79 servicemen (68 US and 2 New Zealand airmen, and 9 people from two US ships) in 25 missions. Two squadron members who later achieved prominence were Edmund Hillary and Eric Heath, who became an artist, illustrator and editorial cartoonist. The squadron was disbanded in August 1957, but re-formed in 2005. It is manned by Royal New Zealand Navy observers, pilots and helicopter loadmasters and is now based at Whenuapai flying Seasprite helicopters. Those choppers can embark on HMNZ Ships Te Kaha, Te Mana, Aotearoa, Canterbury, Wellington and Otago and can be equipped with anti-ship missiles and torpedoes.


“I think that the hybrid nature of No. 6 Squadron makes us very unique,” Lieutenant Commander (LTCDR) David Roderick said.

“Our personnel really enjoy the smaller squadron – how we are a bit tighter knit than some of the larger fixed wing squadrons. That connection makes a difference when we all go away together for months on a ship.”

The primary mission of the aircraft is anti-surface warfare, which is the key difference from the other Air Force rotary squadron, he said.

“We’ve got anti-submarine warfare as well. So we have the ability to visually look for submarines, but also then drop weapons on them if that’s required.

“Aside from the ability to launch weapons, another point of difference for the squadron is the ability to operate in a maritime environment and deploying on Navy ships for significant periods of time – you’re looking at six to nine-month trips.”

The aircraft will also be used by the ship as an ‘air spotter’ when it deploys its own gun on targets beyond the horizon line, LTCDR Roderick said. Alongside that capability is the search and rescue, medical evacuations, and

humanitarian aid and disaster relief work performed by the crew. In 2022, the squadron was called to help after a volcanic eruption and tsunami hit Tonga. They flew reconnaissance missions around the islands and reported back to command and Joint Forces Headquarters the extent of the damage.

Another major event the team was involved in was the 2019 Whakaari/ White Island eruption.

“One of our aircraft was on HMNZS Wellington and flying reconnaissance flights to the crater. The island was still in the phase where anything could happen. They flew into the crater a number of times to assess the suitability for landing,” LTCDR Roderick said.

The operation was difficult, with personnel still dealing with the emotion of the task, he said.

“But it’s something they can all be very proud of and it was great that the work was in conjunction with the Navy.”

“Our personnel really enjoy the smaller squadron – how we are a bit tighter knit than some of the larger fixed wing squadrons. That connection makes a difference when we all go away together for months on a ship.”
LTCDR David Roderick
Above: Halavo Bay, Solomon Islands viewed from the wing of PBY-5 Catalina (circa 1945) (CC BY-NC 2.0)

Korean Armistice 1953

Te Uranga O Te Ra Tuwhakairiora ‘Toti’ Tuh a ka, QSM Ngāti Porou

Jack Donnelly BEM interviews Korean War veteran Te Uranga O Te Ra Tuwhakairiora ‘Toti’ Tuhaka at the Gisborne RSA.

One might wonder how someone christened at the Porourangi Marae in 1935 by Sir Apirana Ngata, with the names Te Uranga O Te Ra (arrival of the sun) Tuwhakairiora (a Ngāti Porou ancestor), could end up with the nickname of Toti or Totitoi, meaning to ‘limp along’. The story is that as a young boy, Toti was given the job of caring for his grandfather Turei, who walked with a permanent limp after a fall from his horse. Every day they could be seen limping together, and so the name Toti stuck to this day.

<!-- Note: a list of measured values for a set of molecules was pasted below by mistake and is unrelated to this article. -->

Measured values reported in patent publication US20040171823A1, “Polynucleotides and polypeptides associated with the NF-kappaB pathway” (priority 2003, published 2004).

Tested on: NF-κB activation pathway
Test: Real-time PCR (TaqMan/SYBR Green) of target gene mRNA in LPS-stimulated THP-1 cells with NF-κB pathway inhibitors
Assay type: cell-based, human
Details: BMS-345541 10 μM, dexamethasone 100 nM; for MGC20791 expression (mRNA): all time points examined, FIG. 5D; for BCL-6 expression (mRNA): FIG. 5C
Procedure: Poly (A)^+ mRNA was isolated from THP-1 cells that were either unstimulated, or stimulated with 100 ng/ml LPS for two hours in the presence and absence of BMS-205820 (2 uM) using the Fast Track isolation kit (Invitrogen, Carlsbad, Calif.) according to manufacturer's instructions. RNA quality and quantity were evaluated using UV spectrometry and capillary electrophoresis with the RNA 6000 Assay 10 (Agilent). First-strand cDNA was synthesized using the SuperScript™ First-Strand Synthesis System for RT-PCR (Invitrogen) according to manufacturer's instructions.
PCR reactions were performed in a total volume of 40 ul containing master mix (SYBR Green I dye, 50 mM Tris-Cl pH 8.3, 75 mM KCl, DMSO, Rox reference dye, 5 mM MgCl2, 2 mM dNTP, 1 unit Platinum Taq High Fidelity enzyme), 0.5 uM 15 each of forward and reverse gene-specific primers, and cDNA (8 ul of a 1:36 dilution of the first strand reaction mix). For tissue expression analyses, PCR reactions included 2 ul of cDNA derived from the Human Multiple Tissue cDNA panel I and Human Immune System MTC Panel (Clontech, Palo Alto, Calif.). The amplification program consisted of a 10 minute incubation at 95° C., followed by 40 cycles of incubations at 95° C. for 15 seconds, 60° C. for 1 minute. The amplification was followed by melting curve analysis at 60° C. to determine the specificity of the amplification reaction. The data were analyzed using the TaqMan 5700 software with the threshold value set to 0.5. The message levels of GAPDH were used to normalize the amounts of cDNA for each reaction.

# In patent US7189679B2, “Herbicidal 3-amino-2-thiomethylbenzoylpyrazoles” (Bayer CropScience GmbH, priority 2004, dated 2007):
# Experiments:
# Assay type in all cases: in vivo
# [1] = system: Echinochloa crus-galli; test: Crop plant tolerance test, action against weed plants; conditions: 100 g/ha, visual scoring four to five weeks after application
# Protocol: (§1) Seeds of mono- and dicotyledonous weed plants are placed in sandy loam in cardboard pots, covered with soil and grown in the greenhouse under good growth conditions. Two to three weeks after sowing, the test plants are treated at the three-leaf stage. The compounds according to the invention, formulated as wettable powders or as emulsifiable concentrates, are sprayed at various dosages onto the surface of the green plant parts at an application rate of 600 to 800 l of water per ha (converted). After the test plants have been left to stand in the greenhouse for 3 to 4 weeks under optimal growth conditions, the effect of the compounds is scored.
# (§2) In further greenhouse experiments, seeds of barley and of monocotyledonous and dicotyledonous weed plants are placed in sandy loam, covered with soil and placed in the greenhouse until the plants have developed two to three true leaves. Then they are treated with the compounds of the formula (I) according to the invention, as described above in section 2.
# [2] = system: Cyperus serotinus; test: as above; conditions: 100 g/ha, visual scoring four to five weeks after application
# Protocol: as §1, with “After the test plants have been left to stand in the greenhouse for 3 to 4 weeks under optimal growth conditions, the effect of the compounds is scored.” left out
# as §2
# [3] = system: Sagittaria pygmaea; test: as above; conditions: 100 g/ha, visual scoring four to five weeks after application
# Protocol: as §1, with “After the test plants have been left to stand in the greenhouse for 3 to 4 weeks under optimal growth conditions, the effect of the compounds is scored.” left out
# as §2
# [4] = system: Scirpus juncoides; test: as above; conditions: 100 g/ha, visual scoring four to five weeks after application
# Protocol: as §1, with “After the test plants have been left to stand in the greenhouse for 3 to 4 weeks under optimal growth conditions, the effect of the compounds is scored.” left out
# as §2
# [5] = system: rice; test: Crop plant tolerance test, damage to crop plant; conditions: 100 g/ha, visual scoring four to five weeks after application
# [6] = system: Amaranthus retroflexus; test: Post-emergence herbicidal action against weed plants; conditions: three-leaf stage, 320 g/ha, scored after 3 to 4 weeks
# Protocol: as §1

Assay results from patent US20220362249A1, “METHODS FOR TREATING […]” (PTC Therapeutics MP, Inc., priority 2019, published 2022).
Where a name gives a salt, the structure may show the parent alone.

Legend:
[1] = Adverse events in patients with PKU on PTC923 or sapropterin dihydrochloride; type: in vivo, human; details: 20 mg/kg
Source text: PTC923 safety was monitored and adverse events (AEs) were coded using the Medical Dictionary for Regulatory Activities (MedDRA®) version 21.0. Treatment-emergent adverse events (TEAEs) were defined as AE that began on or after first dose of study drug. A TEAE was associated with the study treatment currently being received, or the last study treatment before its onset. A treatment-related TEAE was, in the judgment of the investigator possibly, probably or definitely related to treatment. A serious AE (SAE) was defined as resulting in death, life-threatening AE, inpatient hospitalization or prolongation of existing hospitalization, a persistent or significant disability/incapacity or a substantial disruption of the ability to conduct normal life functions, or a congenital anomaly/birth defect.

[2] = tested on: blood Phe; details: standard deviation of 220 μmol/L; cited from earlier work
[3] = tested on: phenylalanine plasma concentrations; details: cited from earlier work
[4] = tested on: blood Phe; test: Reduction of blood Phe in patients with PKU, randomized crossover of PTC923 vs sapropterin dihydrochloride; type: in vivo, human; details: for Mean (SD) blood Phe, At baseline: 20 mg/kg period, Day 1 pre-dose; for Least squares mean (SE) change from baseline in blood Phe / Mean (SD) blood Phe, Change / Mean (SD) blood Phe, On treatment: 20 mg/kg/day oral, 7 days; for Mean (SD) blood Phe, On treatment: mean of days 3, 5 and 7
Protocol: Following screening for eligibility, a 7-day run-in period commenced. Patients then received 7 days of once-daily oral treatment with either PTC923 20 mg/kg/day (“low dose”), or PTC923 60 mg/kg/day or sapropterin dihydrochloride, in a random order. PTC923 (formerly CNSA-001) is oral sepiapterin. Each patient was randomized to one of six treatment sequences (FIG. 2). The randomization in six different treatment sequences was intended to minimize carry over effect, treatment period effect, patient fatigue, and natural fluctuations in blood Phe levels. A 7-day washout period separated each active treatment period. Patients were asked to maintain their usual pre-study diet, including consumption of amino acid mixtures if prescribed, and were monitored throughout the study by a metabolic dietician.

One day during his first year at Ruatoria High School the Navy recruiters arrived. “Who are they?” Toti said to a mate. “What are they talking about?” The boys had never ever seen a Navy warship. His mate said, “let’s join that Navy”.

Nine of the students went through to Gisborne on the back of a cream truck, squeezed among the cream cans. The recruiting office was part of the Gisborne RSA in those days. Toti and his mates sat the entrance exam but only Toti passed, and a few weeks later he received a letter saying he had been accepted to join the RNZN. His bus trip to Auckland was a real “eye opener”, he says.

As a 15-year-old boy seaman, nine months on Motuihe Island, known as

‘the Rock’, was a harsh reality, but Toti enjoyed the tough discipline and comradery that the training brought to his life. He then drafted to cruiser HMNZS BELLONA for sea training and to categorise the boys into specialist qualifications. Toti had no preference; he was selected to be a gunnery rating.

During the Korean War (1950–1953) Toti was drafted to Loch-class frigate HMNZS HAWEA for a 12-month deployment.

Toti was a gunner loading the ship’s main armament, its four-inch gun. “I never worried too much about my safety whenever we went into action, my sole aim was to keep the gun firing.” He never knew whether they hit their targets, or the identity of their targets they fired on.

Their main mission was to patrol the Han River, offer Naval Gun Fire Support (NGFS) and to engage opportune shore targets when the occasion arose. He remembers the ship going up the Han River to shore-spot for the American battle ship USS MISSOURI. They came under heavy fire from a shore battery, with shells falling all around them, sometimes only a few yards away. HAWEA withdrew at full speed, zig-zagging from the area. Toti and his gun crew were helpless

to do anything as their gun could not train beyond the safety arcs. “It was a horrific feeling that I felt, as we were so vulnerable for that period of time.” How their ship never got hit was a miracle, Toti says. “God must have been on our side that day.”

Back home on leave, Toti was cutting scrub on the hills when a local policeman found him. “Hey, Toti, you’ve been recalled back to the Naval Base immediately.” He was drafted to another Loch-class frigate, HMNZS KANIERE, to go back to Korea.

He remembers the freezing cold subzero weather conditions. Whenever they went onto the upper deck they had to keep the snow from forming on certain parts of their weapons. “As a


more experienced gunner I was also required to take charge of the 40/60 Bofor close-range gun and teach the crew gun drill.”

KANIERE was on patrol and engaged against shore targets when the cease fire was declared. The ship continued on in a peacekeeping role until she returned home in March 1954.

You never get used to war, says Toti. “It’s something that remains with you forever. I am just so proud that I served and so grateful that I lived.”